Blending Traditional Services with New Expectations
Many city administrations have grand views about what a new library might say about their city - how it might be a sign of a dynamic place of innovation and creativity. In that view, the traditional functions of library can be just one of the many activities which will take place in a building in which significant investment is made. How do librarians ensure that they are part of the journey while still providing the services which they know are fundamental for their communities? Perth and Geelong are examples of how library leaders kept their services at the heart of their changing cities.
The new City of Perth Library is a major infrastructure project in the redevelopment of the city’s heritage precinct. The city administration’s purpose was to “encourage people to visit the library, not only for education, but also for entertainment and pleasure” (‘Letting in the Light’, 2015, p. 19). It has seven levels, providing for the traditional functions of children’s, young adult and history collections as well as multiple function spaces and a café. It brings digital technologies into the mix throughout the building, as well as focused areas such as a digital media wall and exhibition spaces.
In Geelong, an exciting ball-shaped building with panelled skin and a dissection revealing soaring pillars of glass has also brought library, heritage and digital interaction together in the middle of the city. This website description of its form serves also to list the functions for which the building was designed:
Overview of the new Geelong Library and Heritage Centre
Ground floor: Library with a mix of seating areas, news lounge for print and digital news media with lots of technology available for use. Also a mezzanine and book wall.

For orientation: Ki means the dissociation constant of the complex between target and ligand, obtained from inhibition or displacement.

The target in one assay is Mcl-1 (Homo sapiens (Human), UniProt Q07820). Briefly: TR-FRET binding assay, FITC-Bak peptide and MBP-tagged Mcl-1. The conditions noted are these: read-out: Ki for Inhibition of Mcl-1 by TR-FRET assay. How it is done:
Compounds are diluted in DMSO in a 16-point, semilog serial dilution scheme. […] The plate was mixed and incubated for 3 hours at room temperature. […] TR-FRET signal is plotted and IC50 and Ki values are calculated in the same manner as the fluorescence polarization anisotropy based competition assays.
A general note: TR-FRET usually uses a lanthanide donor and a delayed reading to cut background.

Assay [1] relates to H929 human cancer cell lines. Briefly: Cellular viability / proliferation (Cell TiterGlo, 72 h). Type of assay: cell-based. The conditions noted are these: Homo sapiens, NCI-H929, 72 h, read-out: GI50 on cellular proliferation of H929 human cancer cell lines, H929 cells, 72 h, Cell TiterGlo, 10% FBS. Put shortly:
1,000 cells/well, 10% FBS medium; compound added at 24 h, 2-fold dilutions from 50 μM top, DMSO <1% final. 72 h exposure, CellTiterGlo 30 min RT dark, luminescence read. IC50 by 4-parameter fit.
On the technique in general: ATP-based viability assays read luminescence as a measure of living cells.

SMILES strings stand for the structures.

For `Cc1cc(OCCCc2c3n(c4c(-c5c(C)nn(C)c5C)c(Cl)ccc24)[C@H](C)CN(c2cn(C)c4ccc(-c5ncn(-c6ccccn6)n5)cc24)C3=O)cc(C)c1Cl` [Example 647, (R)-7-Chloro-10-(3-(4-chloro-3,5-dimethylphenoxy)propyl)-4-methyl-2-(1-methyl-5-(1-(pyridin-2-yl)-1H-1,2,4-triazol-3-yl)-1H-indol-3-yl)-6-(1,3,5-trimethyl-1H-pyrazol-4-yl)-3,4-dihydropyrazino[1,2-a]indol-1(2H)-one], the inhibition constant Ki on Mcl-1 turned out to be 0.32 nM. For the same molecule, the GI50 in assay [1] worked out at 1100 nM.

1st floor: A colourful, tactile children’s space with digital equipment and creative materials as well as a dedicated youth space with technology wall, digital equipment, study space and gaming equipment.
2nd floor: Quieter space with adult fiction, non-fiction, magazines, journals, e-resources and specialist collections such as a unique arts collection.
3rd floor: Will house the State’s largest regional archive of historical resources. Also state-of-the-art technology including smart tables and digital microfilm readers.
4th floor: Administration and GRLC head office.
5th floor: Flexible event space with stunning views and open timber deck (‘Geelong Library and Heritage Centre’, 2015).
Colouring, shelving and furniture, lighting and arrangements in each of these areas guide the user to the way the space is to be utilised – form and function working in tandem. Another important learning, which is part of the design, reflects its connectedness to local Aboriginal culture. Each of the public areas was named in consultation with the Wadawurrung people and visitors are invited to engage with the meanings of those names as they approach (Barry, 2016).
Chief executive officer of Geelong Regional Libraries, Patti Manolis, said “the building ushered in a new era in terms of how the service operates” (Cuthbertson, 2015). High-end technologies are part of each area, providing the delighted Geelong population with access to fast connections and innovative facilities. For her leadership in developing the regional library services, Manolis was inducted onto the 2016 Victorian Honour Roll of Women, in celebration of International Women's Day.
Designing Change to Service Models